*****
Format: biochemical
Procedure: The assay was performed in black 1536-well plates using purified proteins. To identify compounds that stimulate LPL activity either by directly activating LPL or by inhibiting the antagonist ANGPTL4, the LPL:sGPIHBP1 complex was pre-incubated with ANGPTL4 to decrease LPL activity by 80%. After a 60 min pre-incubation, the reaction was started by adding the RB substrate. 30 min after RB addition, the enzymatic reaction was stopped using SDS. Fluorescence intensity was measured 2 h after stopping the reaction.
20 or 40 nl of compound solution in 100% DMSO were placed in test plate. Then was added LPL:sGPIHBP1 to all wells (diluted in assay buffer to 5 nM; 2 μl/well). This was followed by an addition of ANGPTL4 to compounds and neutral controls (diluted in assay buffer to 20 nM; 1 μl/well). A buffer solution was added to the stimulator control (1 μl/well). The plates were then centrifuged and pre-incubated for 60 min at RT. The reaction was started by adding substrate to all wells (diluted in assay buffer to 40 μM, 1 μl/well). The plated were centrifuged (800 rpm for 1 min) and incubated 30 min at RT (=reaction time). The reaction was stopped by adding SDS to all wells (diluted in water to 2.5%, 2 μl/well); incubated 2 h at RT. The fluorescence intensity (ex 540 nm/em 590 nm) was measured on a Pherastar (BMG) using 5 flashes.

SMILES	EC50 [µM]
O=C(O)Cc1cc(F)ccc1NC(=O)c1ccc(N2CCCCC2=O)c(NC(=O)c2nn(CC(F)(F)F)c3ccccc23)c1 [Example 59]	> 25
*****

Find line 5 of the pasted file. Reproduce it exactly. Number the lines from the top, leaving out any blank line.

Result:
O=C(O)Cc1cc(F)ccc1NC(=O)c1ccc(N2CCCCC2=O)c(NC(=O)c2nn(CC(F)(F)F)c3ccccc23)c1 [Example 59]	> 25